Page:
In addition, Granger causality influence was also observed between M1 and S1 during the passive phase. Functional electrical stimulation (FES) appears to work for the brain through the combined stimulation of sensory and motor stimuli, and the main stimuli pathway is sensory input. The pathway of M1 activation by somatosensory stimuli has not been clearly elucidated. Previously, it was assumed that the afferent input reached M1 though the S1 [38]. Previous studies of active movements showed the participation of the primary sensorimotor cortex (SM1), lateral premotor cortex, supplementary motor area (SMA) [48, 49]. As such, brain regions associated with active movement likely included most of the motor system and was consistent with previous studies. Cortical activation of the proprioception elicited by the passive movement included the contralateral S1. The active movement includes a voluntary aspect, expected to be mainly related to the somatosensory component due to proprioceptive feedback and exteroceptive sensory afferent. On the other hand, passive movement is expected to consist of only sensory component and thus of a sensitive cortex activity. In the study of passive movement, the cerebral blood flow were measured in the corresponding area of the brain using positron emission tomography-computed tomography (PET-CT) during active or passive movement of elbow flexion/extension [10]. Therefore, we believe that our results indicating activation and connectivity within ROIs by the active and passive movement are consistent with those reported in previous studies. As a result, an increase in cerebral blood flow was observed in the contralateral sensory and supplementary motor area. fNIRS study reported the passive movement conducted by FES activated an contralateral sensorimotor of brain areas [11]. An fMRI study showed the activation in the sensorimotor area for passive movement conducted by an examiner [10]. The results of previous study are consistent with the result of present study, which suggests that active movement is more effective than passive movement. Because the active movement uses a proprioceptive feedback and exteroceptive input in comparison with passive movement using only somatosensory sense. Our results suggest that active and passive movement could induce cortical activation. Therefore, we believe that our results would be helpful for rehabilitation research. In addition, fNIRS could be a useful tool in research on the cortical activation. Further studies on the clinical effects of patients with brain injury are also recommended.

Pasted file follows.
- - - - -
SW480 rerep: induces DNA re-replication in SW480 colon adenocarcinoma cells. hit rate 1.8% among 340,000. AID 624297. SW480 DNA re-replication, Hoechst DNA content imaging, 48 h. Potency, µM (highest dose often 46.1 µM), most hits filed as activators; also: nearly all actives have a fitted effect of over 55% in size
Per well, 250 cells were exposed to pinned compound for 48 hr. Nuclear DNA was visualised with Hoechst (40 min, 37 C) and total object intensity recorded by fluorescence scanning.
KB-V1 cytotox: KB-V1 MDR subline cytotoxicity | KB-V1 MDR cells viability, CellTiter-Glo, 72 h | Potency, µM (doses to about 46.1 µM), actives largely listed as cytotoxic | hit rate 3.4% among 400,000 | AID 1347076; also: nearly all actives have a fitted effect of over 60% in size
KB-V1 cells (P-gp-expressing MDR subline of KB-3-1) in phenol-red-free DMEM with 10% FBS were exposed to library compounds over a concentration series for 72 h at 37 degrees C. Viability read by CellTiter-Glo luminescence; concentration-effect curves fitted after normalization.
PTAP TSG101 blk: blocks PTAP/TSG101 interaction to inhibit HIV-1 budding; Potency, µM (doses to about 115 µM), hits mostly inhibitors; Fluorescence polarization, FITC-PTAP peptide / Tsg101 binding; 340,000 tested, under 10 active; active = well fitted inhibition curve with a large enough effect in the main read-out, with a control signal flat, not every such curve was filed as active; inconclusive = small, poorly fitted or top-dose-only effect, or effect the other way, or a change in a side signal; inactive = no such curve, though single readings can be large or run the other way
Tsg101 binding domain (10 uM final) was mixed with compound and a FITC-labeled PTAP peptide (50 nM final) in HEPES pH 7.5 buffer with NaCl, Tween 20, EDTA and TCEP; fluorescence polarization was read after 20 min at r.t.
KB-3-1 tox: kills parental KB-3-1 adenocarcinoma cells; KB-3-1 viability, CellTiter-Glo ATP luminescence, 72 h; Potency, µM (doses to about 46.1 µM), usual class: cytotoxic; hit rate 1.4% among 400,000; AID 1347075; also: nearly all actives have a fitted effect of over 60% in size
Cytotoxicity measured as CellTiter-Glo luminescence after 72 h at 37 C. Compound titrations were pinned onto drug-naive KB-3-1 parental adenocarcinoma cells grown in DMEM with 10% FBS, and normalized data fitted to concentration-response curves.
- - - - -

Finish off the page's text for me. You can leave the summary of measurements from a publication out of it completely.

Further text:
In the current study, we investigated the brain activation and applied the Granger causality analysis to fNIRS data to investigate the effective connectivity between cortical areas during active and passive movements. The experimental results showed that the brain activity during passive movements by FES was similar to that of active movement. However, there was a difference in effective connectivity between ROIs. These results provide an integrated and interactive view of the brain network during finger movements. Although, fNIRS has lower spatiotemporal resolution than fMRI, our findings were consistent with results from previous studies in fMRI. fNIRS is a suitable tool for evaluating brain activation and connectivity. Moreover, it can be a potentially powerful non-invasive brain monitoring modality for diagnosis and evaluation of motor function for rehabilitation medicine.

Funding

DGIST R&D Program of the Ministry of Science, ICT and Future Planning (18-IT-02); R&D Program (10045164) of the Ministry of Trade, and Institute for Information & Communications Technology Promotion (IITP) grant funded by Korea (2017-0-00451).

Disclosures

The authors declare that there are no conflicts of interest related to this article.

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41. J. Li and L. Qiu, “Temporal correlation of spontaneous hemodynamic activity in language areas measured with functional near-infrared spectroscopy,” Biomed. Opt. Express 5(2), 587–595 (2014). [CrossRef]   [PubMed]  

42. E.-M. Pool, A. K. Rehme, G. R. Fink, S. B. Eickhoff, and C. Grefkes, “Network dynamics engaged in the modulation of motor behavior in healthy subjects,” Neuroimage 82, 68–76 (2013). [CrossRef]   [PubMed]  

43. F. Homae, H. Watanabe, T. Otobe, T. Nakano, T. Go, Y. Konishi, and G. Taga, “Development of global cortical networks in early infancy,” J. Neurosci. 30(14), 4877–4882 (2010). [CrossRef]   [PubMed]  

44. S. Sasai, F. Homae, H. Watanabe, and G. Taga, “Frequency-specific functional connectivity in the brain during resting state revealed by NIRS,” Neuroimage 56(1), 252–257 (2011). [CrossRef]   [PubMed]